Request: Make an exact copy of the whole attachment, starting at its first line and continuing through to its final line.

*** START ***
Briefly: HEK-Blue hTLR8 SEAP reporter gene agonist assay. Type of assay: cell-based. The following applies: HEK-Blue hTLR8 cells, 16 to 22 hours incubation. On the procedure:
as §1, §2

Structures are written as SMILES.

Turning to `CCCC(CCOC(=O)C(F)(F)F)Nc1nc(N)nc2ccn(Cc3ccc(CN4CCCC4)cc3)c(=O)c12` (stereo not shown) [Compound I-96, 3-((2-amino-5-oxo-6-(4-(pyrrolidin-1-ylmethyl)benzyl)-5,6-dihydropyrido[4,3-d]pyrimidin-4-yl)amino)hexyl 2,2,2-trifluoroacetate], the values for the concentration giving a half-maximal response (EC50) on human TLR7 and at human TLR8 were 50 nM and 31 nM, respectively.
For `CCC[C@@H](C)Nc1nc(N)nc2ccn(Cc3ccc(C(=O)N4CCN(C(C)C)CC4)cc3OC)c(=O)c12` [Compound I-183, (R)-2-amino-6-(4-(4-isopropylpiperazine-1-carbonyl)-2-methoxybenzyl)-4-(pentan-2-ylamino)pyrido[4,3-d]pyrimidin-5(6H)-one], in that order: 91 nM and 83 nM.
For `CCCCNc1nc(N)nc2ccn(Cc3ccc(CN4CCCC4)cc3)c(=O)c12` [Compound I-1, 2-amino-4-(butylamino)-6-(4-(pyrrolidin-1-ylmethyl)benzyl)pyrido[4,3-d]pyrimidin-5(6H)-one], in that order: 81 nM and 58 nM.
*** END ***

Briefly: HEK-Blue hTLR8 SEAP reporter gene agonist assay. Type of assay: cell-based. The following applies: HEK-Blue hTLR8 cells, 16 to 22 hours incubation. On the procedure:
as §1, §2

Structures are written as SMILES.

Turning to `CCCC(CCOC(=O)C(F)(F)F)Nc1nc(N)nc2ccn(Cc3ccc(CN4CCCC4)cc3)c(=O)c12` (stereo not shown) [Compound I-96, 3-((2-amino-5-oxo-6-(4-(pyrrolidin-1-ylmethyl)benzyl)-5,6-dihydropyrido[4,3-d]pyrimidin-4-yl)amino)hexyl 2,2,2-trifluoroacetate], the values for the concentration giving a half-maximal response (EC50) on human TLR7 and at human TLR8 were 50 nM and 31 nM, respectively.
For `CCC[C@@H](C)Nc1nc(N)nc2ccn(Cc3ccc(C(=O)N4CCN(C(C)C)CC4)cc3OC)c(=O)c12` [Compound I-183, (R)-2-amino-6-(4-(4-isopropylpiperazine-1-carbonyl)-2-methoxybenzyl)-4-(pentan-2-ylamino)pyrido[4,3-d]pyrimidin-5(6H)-one], in that order: 91 nM and 83 nM.
For `CCCCNc1nc(N)nc2ccn(Cc3ccc(CN4CCCC4)cc3)c(=O)c12` [Compound I-1, 2-amino-4-(butylamino)-6-(4-(pyrrolidin-1-ylmethyl)benzyl)pyrido[4,3-d]pyrimidin-5(6H)-one], in that order: 81 nM and 58 nM.